This overview covers the predominant tasks bricklayers handle, which may vary somewhat with specialty or specific job requirements. Mastery in these areas is crucial for career success and growing one’s reputation in this skilled trade.

How Long Does it Take to Become a Bricklayer?

Becoming a proficient bricklayer involves a combination of formal education, hands-on training, and on-the-job experience. The journey to becoming a skilled bricklayer can vary depending on several factors such as the availability of training opportunities and individual learning pace. Below, we explore the typical timeline and pathways to enter this field.

Apprenticeship Programs

The most common path to becoming a bricklayer is through an apprenticeship program. These programs typically last about 3 to 4 years. Apprenticeships are comprehensive, as they combine classroom instruction with practical on-the-job training. A standard program requires:

  • 144 hours of technical training each year
  • 2,000 hours of paid on-the-job training each year

During this time, apprentices learn various aspects of the trade including reading blueprints, measuring and cutting materials, mixing mortar, and mastering laying techniques under the guidance of experienced professionals.

Educational Programs

Some technical schools and community colleges offer courses or diplomas in masonry that can be completed in less than a year. These programs cover similar topics as apprenticeships but are often more focused on classroom learning. However, to gain the necessary hands-on skills, additional practical experience is usually required after completion.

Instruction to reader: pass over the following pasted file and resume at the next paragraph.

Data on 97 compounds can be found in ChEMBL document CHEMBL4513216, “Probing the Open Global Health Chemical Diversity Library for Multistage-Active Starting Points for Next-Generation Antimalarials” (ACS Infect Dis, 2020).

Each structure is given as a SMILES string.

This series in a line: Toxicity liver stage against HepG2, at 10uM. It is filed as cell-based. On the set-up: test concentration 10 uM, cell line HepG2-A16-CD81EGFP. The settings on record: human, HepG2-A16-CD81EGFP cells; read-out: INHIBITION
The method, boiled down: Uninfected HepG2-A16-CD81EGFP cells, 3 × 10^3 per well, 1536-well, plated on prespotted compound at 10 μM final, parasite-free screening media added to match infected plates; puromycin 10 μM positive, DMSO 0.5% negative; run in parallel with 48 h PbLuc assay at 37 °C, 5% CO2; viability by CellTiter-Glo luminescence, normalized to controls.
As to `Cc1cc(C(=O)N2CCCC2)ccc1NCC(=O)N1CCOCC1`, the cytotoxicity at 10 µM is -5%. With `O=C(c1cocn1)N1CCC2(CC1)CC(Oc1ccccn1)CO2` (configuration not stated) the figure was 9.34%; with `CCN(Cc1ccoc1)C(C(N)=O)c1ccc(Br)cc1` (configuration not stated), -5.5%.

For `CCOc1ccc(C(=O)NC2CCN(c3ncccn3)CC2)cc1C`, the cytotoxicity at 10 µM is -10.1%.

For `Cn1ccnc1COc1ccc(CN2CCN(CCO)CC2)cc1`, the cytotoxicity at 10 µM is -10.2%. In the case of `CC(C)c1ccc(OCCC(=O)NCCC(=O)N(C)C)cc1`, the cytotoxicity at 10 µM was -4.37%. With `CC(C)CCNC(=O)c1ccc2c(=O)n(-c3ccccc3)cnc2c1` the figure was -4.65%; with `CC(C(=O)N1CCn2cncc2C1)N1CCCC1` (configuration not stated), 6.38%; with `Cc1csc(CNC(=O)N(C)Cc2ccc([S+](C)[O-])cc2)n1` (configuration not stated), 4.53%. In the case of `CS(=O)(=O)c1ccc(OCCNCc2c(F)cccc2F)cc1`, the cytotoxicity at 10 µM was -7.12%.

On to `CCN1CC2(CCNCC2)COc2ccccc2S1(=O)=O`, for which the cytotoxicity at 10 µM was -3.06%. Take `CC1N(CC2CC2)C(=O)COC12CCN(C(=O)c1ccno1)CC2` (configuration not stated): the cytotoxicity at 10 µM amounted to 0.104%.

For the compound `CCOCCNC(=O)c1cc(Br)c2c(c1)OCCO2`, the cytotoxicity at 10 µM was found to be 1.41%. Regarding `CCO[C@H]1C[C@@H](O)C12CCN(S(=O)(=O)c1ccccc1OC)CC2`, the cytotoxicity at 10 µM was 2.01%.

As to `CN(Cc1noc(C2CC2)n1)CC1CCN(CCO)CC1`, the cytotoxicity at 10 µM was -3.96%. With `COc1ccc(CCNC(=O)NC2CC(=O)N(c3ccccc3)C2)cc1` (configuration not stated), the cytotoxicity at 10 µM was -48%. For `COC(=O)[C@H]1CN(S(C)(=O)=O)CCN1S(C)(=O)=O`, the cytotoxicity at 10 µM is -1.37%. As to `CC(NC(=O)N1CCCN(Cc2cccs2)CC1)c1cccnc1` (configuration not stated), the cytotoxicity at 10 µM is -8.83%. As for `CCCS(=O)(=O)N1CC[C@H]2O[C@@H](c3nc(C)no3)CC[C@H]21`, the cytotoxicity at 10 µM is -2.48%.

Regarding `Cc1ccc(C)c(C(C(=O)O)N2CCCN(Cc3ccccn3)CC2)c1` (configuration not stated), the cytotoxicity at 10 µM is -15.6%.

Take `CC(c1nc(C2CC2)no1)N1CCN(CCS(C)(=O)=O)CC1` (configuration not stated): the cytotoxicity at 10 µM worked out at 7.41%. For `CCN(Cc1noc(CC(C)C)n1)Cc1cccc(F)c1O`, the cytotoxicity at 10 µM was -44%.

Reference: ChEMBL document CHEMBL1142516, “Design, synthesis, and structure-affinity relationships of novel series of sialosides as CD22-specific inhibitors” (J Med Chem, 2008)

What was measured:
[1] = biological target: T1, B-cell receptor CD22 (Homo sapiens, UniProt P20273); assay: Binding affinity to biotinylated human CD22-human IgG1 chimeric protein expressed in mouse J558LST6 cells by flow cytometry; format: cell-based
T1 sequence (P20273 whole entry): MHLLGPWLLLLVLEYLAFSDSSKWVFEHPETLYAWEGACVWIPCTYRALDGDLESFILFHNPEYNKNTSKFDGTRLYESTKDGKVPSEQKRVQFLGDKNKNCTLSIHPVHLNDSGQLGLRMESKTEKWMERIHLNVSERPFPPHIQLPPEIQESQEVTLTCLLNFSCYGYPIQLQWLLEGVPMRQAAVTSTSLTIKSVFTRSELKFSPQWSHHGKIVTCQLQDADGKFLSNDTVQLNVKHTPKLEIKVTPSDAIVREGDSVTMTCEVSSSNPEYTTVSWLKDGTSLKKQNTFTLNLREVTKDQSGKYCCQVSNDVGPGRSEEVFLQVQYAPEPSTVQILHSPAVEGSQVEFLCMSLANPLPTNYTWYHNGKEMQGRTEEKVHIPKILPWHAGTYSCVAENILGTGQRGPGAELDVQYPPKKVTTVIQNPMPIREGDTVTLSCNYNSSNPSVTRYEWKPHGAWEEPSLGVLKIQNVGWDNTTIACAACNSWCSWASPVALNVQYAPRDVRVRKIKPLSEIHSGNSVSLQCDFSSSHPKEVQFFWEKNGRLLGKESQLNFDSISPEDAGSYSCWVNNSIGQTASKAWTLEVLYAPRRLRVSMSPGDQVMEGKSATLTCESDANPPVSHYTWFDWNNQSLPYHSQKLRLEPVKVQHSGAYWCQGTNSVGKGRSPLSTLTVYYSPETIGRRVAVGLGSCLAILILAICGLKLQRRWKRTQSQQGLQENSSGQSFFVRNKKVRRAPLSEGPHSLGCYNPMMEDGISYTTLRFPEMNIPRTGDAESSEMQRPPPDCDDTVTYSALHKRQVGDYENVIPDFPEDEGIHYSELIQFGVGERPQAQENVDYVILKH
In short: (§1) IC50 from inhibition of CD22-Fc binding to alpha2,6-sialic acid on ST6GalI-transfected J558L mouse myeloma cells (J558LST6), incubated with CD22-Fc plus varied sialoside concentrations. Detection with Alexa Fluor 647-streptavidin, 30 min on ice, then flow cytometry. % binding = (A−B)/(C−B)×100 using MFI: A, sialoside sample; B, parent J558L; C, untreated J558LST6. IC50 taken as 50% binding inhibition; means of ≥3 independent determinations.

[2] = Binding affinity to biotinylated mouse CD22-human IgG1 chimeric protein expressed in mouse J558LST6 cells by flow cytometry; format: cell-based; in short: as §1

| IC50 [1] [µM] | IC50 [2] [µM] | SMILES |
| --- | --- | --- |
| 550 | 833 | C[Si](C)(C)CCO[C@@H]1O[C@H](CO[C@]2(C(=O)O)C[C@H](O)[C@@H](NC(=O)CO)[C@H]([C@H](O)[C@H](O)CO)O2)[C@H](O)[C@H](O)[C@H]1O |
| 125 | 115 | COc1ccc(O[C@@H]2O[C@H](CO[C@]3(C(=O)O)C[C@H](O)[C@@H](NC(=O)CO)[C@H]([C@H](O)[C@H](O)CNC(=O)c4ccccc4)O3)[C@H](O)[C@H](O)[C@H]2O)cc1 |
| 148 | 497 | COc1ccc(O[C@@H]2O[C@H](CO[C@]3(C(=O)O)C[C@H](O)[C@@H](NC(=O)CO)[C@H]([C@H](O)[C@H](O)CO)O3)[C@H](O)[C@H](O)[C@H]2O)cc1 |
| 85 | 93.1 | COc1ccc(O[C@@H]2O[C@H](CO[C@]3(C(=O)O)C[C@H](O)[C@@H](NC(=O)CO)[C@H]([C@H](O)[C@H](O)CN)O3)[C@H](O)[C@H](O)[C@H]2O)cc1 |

On-the-Job Training

For those who prefer a more informal route, starting as a laborer or a mason's helper can also lead to becoming a bricklayer. This pathway may take longer, as the progression from helper to skilled bricklayer depends on the ability to learn skills directly from professionals on the job. This route may take anywhere from 3 to 6 years, depending on the complexity of skills learned and opportunities to practice.

Continuing Education and Certification

After initial training, bricklayers can also pursue specialized certifications, which may require additional courses and exams. These certifications not only enhance skills but also increase job prospects and potential earnings.